The Snap Circuits SC-750 is a bargain at prices like US$75 if you can find it, especially considering how many tablets, Kindles and iPads some kids have.

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The next Snap Circuits kids we're considering are either Snap Circuits "Light" that includes LEDs and Fiber Optics, although the 5 year old is pressuring me for the Snap Circuits Robot Rover. It'll likely be the Rover for the holidays around here.

I have no relationship with Snap Circuits, I bought these kits on my own and am reviewing them because they are awesome. If I could invest in Elenco Electronics, I would. The links here are Amazon affiliate links. If you use them, I can buy more Snap Circuits! ;)


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About Scott

Scott Hanselman is a former professor, former Chief Architect in finance, now speaker, consultant, father, diabetic, and Microsoft employee. He is a failed stand-up comic, a cornrower, and a book author.

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Teach your kids to be fans

February 15, '13 Comments [15] Posted in Musings | Parenting
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I love how social media shatters the barriers to entry for fans. I can tweet my favorite actors and authors, like my favorite comic artists or writers and connect with them in a way that has not just immediacy but a social connectedness that's so satisfying.

But there's also something to be said for a letter in the mail. Being a fan can be reading and enjoying but it can also be appreciating and reaching out. I'm trying to teach a sense of appreciation to my sons and encouraging them to reach out.

They love these books in the Joey Fly Private Eye series. They are super cute and great fun for the kids.

After reading them (many times) my boys decided that they needed to write a fan letter to the writer, Aaron Reynolds, and the artist, Neil Numberman.

It was more than a fan letter, though, it was a reminder there are Makers out there. There are real humans who think up and create the things they love. Perhaps it's also a reminder that they can be Makers as well if they choose.

Here's what they wrote (the 5 year old, so bear with him):

Are you making more Joey Flies? We think you should

The kids also mentioned that they liked tennis and that my oldest had recently lost a tooth.

And here's what showed up in the mail from Neil Numberman.

My sons as bugs, by Neil Numberman

Note the missing tooth on the bug on the right.

There are no words for the awesomeness of this. This is how you get life long fans, my friends.

Thank you, Neil. You should use your twitter more. ;)

About Scott

Scott Hanselman is a former professor, former Chief Architect in finance, now speaker, consultant, father, diabetic, and Microsoft employee. He is a failed stand-up comic, a cornrower, and a book author.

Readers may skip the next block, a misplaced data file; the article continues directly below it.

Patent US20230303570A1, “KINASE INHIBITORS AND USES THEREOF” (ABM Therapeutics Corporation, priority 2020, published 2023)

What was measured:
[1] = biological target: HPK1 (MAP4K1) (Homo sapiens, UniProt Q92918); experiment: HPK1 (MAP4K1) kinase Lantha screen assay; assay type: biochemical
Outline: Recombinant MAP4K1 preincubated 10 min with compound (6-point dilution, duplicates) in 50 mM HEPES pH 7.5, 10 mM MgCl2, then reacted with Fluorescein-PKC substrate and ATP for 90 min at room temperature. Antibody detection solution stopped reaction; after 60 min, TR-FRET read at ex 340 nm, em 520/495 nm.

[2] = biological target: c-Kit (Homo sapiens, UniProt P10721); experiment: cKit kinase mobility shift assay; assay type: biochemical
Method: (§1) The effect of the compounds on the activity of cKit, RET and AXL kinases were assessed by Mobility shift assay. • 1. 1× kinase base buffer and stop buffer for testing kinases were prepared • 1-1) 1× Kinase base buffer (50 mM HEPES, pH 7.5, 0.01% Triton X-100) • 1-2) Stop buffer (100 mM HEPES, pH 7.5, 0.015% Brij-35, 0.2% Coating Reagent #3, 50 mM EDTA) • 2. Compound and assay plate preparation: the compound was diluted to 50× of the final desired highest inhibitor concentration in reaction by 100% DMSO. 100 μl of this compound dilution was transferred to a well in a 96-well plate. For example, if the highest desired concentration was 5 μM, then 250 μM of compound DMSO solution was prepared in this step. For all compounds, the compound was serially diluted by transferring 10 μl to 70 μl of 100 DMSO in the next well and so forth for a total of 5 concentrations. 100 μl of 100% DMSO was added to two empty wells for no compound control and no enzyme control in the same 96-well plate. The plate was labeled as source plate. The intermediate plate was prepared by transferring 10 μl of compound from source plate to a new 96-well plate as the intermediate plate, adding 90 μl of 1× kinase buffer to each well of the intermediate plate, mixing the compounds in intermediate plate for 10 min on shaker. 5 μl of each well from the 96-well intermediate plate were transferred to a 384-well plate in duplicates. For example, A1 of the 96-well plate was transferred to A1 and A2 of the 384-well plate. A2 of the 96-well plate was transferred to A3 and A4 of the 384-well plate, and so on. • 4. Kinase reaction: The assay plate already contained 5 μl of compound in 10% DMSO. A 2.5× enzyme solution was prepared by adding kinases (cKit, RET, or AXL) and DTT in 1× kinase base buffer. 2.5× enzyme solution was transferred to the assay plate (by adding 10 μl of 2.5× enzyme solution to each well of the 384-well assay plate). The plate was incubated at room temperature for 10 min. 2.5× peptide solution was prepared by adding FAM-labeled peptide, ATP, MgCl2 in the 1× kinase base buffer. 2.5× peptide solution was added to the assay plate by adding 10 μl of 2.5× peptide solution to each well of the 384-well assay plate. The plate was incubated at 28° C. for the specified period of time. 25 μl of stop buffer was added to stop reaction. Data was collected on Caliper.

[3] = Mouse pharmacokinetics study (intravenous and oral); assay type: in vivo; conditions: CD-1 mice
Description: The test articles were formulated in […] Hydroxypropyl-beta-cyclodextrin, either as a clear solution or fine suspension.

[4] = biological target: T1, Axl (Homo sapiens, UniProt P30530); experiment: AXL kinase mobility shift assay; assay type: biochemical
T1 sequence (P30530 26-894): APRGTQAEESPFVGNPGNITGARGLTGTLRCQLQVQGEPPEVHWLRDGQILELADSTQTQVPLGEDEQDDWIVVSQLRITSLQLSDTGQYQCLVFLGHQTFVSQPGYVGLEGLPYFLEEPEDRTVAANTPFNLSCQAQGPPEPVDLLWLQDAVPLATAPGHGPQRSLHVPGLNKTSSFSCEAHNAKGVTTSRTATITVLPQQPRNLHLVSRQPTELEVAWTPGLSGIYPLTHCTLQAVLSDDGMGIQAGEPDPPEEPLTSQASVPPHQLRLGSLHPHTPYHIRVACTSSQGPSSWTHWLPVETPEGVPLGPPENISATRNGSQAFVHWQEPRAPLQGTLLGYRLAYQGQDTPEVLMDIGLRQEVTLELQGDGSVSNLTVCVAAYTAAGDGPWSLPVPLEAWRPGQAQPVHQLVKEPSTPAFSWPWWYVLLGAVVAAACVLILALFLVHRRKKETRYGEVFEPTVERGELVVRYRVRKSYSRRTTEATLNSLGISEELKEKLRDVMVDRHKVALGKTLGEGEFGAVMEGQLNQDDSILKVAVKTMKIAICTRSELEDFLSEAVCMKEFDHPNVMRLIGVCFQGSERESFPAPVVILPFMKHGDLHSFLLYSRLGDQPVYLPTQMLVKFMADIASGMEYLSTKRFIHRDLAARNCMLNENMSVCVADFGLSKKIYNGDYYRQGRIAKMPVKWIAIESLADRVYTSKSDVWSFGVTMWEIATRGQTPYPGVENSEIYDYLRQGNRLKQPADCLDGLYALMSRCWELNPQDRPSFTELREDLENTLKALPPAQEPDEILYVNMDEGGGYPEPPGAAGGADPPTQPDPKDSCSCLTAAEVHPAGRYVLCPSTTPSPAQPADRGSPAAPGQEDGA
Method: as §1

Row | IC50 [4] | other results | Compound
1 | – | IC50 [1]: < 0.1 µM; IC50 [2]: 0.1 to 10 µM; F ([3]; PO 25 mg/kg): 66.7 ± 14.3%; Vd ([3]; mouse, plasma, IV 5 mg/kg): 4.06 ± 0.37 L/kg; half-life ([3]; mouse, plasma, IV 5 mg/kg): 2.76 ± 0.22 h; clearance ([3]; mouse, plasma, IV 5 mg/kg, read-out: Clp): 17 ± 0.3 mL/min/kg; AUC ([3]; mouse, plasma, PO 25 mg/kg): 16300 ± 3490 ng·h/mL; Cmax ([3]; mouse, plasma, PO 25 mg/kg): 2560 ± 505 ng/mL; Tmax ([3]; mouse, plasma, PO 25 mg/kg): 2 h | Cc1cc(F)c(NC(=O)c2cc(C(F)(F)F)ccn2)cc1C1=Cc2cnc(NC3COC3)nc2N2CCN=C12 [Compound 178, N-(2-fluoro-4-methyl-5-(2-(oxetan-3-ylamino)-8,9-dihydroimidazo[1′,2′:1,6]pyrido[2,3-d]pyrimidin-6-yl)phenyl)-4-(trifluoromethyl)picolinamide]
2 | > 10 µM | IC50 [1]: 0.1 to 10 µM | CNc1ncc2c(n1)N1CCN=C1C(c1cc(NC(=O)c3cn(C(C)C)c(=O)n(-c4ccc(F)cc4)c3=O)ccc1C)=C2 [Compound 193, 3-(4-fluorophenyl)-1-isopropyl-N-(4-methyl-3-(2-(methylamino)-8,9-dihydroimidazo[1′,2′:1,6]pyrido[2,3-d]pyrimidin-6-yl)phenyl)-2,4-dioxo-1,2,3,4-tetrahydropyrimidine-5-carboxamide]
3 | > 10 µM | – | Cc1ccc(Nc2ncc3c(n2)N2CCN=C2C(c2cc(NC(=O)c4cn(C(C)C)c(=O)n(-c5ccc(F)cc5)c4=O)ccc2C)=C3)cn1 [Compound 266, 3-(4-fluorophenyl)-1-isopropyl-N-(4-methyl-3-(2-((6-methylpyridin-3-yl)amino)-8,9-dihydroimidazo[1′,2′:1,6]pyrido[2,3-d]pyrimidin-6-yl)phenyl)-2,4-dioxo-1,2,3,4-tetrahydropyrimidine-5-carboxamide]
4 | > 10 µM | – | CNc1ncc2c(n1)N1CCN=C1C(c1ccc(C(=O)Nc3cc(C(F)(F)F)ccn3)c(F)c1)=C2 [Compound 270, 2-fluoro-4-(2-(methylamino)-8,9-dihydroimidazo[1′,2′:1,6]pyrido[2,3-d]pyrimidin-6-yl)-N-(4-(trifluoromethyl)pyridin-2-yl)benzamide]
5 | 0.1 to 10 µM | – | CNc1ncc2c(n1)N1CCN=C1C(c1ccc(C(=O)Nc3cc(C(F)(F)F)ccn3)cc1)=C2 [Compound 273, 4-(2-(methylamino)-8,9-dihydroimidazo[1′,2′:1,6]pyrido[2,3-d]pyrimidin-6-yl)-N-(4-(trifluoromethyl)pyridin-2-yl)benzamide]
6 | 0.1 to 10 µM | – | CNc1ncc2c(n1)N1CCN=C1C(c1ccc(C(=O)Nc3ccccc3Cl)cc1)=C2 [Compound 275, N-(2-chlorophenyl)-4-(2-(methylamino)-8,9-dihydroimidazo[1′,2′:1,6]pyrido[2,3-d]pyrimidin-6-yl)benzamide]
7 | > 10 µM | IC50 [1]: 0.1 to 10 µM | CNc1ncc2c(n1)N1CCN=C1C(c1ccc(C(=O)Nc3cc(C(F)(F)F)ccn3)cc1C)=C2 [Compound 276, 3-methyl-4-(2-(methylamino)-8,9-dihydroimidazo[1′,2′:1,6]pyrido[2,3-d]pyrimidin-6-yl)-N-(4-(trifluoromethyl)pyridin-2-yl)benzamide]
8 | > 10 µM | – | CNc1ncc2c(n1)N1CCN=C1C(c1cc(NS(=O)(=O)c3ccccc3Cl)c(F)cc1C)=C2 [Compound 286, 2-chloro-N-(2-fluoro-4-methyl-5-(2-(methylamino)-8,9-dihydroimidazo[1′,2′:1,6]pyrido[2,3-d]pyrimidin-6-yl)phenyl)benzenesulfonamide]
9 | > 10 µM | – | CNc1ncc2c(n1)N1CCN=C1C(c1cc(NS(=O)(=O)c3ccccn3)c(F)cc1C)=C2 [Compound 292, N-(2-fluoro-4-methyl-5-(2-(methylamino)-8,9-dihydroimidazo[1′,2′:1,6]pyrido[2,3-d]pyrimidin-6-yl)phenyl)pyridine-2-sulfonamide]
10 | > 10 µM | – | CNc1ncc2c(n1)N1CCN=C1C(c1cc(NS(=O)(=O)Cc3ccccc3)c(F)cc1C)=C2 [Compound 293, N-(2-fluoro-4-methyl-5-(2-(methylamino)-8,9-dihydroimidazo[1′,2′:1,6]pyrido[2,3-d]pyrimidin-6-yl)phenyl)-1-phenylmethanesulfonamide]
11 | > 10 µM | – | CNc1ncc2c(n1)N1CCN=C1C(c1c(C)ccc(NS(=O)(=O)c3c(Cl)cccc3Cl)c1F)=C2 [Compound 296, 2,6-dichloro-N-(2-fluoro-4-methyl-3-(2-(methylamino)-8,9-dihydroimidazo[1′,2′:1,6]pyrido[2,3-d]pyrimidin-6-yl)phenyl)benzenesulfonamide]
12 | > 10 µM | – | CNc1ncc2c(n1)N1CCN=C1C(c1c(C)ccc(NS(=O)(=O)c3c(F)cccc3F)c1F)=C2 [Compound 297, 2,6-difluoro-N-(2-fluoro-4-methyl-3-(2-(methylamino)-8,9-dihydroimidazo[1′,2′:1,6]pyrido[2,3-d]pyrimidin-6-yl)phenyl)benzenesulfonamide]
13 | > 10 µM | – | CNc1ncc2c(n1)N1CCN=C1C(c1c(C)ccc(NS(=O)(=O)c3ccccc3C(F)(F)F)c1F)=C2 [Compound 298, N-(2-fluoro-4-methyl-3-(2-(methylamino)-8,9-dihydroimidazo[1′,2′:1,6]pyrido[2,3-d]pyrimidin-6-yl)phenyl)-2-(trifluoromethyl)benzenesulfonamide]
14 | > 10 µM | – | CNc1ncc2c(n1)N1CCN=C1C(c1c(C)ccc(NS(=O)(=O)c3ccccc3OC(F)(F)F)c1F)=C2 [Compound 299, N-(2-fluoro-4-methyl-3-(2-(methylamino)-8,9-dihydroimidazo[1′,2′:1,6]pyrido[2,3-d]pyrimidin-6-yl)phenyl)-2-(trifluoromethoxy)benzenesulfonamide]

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Just please comb their hair and wipe their noses - My month as a single dad

October 11, '11 Comments [53] Posted in Musings | Parenting
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OnomatopoeiaThis month I've definitely realized that intellectualizing something is different from actually living it. I've been a single dad for the last 24 days. My wife has been in South Africa attending a family wedding and visiting friends while I've been alone with our two boys, ages three and five. It's been an experience, to the say the least. I decided to take half-time vacation and worked 10am - 2pm while the boys were in school.

Other than my obligatory 4 hours of deleting email work it was all home-making and kids for me. Who knew that single parenting is so hard? There were the first few days of "this is new," followed by "when is Mommy coming back," and the inevitable "so this is what life is like without Mommy." Definitely an emotional roller coaster for everyone.

Then there seemed to be a series of phases I went through, not unlike the phases of grief.
Shock - This phase includes disbelief and numbness. What am I gonna do? Gotta make sure the boys get to school each day. I have to sleep well, don't want to burn out too early.

  • Denial - After a few 3am surprise wake-up calls and obligatory potty emergencies, one tends to find themselves overwhelmed.
  • Bargaining - Just sleep through this one night and...
  • Guilt - Oh, I'm a horrible parent, the boys were late for school today.
  • Anger - This is so frustrating. Just do what I say and everything will go fine.
  • Depression - This totally sucks, how does anyone do this without help?
  • Acceptance - OK, I've got this. Maybe not the laundry, but lunches and playtime, I've got that down solid.

Death by a Thousand Tiny Cuts

Sometimes in a marriage (with kids) one tends to assume that their job to see the hardest. The thing is though, each role fulfilled by each spouse is different. The thing I learned about single parenting is that it's truly incessant. By that I mean specifically "it never ceases." Taken individually the tasks involved aren't difficult: make lunch, do laundry, buy food, but the problem is - it never stops. Just because I made meals and cleaned up all day yesterday doesn’t mean I don’t get to do it again today. And tomorrow. And the day after that...There's no credit to be brought forward for doing well yesterday: the clock resets, and it starts all over.

It seems that single parenting is the ultimate project management job. Every day included not the dozens of daily details that keep a house running but another dozen irregular details that were challenging to keep track of. I keep a lot of lists and notes and to-dos in my day job, but I had 4x the lists and notes and to-dos in this new single-parent job.

Playing to my strengths